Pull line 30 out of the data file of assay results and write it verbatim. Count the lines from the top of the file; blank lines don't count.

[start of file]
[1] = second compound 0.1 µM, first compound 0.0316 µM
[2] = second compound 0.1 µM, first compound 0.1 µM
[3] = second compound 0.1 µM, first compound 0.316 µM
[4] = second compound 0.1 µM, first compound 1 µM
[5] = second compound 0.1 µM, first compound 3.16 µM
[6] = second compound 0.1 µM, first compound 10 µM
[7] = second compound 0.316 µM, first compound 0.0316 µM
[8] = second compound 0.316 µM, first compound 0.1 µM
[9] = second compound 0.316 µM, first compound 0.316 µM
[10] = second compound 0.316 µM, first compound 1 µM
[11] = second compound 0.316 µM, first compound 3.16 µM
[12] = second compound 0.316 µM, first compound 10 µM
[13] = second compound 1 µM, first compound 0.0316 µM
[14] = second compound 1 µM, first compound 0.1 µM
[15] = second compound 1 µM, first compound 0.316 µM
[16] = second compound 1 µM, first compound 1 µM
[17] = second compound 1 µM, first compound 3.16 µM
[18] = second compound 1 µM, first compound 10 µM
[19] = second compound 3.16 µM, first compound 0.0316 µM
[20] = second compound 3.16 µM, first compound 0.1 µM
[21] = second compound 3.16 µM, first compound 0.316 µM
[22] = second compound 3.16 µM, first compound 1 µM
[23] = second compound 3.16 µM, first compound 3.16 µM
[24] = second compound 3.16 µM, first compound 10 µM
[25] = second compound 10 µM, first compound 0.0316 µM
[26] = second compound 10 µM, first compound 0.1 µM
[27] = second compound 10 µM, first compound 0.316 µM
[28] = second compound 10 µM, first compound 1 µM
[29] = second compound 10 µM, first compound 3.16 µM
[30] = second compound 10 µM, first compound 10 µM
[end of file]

[30] = second compound 10 µM, first compound 10 µM